Sandbox adventures are pretty awesome! The border of the sandbox keeps your players (somewhat) contained to where the action is and they have free reign to roam anywhere within those walls to find adventure! Running a sandbox is a win-win, giving you enough freedom to improv with enough parameters to keep the adventure contained. Setting up a sandbox, on the other hand, is a pain. You need to fill up the box up with adventures and tie those adventures together, which is far easier said than done. Then you need to keep all the details of the sandbox straight!
Well guess what? I’m here to tell you that you can build a rich, amazing sandbox on the fly and use a bunch of books that are sitting on your shelf that you’ve only read.
Draw from What You Have
When you sit down to assemble your sandbox, draw from resources you already have. Do you own every hardcover fifth edition D&D adventure, but haven’t run them all? Do you have adventures and settings you’ve never used, from older editions of the game you’re running, or from a system you’ve never run that you love? Do you have hoards of Kickstarter goodies waiting to be unleashed on your players? NOW IS THE TIME TO BUST THOSE OUT, FRIEND-O!
If you’re building a sandbox on the fly, you don’t need to use every single book on your shelf, but you can pick a few to start and get to work. Maybe your sandbox has the town of Red Larch from Princes of the Apocalypse with a misty forest that holds Castle Ravenloft and the village of Barovia from Curse of Strahd to the east and the pirate city of Freeport sitting on the ocean to the west. South of Red Larch is a desert from the Southlands Campaign Setting and to the north is the Desolation from Shadow of the Demon Lord. Bam! Sandbox campaign set in two sentences.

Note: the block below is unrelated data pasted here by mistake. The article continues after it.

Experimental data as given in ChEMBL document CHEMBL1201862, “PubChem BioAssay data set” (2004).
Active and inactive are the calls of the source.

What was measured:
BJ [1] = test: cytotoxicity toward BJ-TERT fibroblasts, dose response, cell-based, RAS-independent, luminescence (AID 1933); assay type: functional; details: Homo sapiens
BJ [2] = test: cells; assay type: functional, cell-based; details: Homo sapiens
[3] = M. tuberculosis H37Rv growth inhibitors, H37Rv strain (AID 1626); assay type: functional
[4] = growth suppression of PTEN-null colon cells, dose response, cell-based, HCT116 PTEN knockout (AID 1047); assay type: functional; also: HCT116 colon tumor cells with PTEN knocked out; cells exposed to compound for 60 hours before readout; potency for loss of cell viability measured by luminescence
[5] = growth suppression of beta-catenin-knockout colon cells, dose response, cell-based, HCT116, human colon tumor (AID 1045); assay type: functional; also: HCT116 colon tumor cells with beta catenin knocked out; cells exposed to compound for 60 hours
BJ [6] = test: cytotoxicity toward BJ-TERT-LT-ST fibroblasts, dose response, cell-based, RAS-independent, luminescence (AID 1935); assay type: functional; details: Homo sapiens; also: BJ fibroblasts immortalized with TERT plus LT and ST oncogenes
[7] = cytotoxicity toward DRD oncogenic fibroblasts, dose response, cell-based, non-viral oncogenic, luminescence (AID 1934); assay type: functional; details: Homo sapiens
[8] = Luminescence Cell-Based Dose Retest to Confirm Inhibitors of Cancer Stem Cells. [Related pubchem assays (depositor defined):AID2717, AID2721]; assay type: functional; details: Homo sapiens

The key is to drop in adventures, cities, dungeons, and other elements from books you love, but haven’t run with your players that excite you and would also excite your players. You’ve already done the work reading these books, so you’re halfway there!
You could be in a position where you’ve run every book you have on your shelf and you’re not sure what to put into your sandbox. Have no fear! Rather than read a lot of campaign settings, I’ve got some easy reading suggestions for you below to help you make an amazing sandbox. Most of these supplements are designed to be read for the first time or just moments before you run the adventure, so you don’t even need to do that much prep!
- Sly Flourish’s Fantastic Locations. This book from the brilliant Mike Shea gives you many amazing locations that you can drop into any system. The locations are modular, so you can make them as large or as small as you like.
- Sly Flourish’s Fantastic Adventures. This incredible book of ten short fifth edition adventures in and around the town of Whitesparrow is super easy to run on the fly. As a bonus, it can also tie-in with Fantastic Locations if you want to flesh the adventures out! Combining Fantastic Adventures and Fantastic Locations actually creates a lush, ready-to-go sandbox! Thanks, Mike!
- Prepared! and Prepared 2. From Kobold Press and incredible designer John Sawatsky comes two books of ready to play short adventures for fifth edition meant to be run without any preparation. This is a great book to keep handy for any sandbox adventure, especially if you have a bunch of settlements for you sandbox, but not a lot of adventure.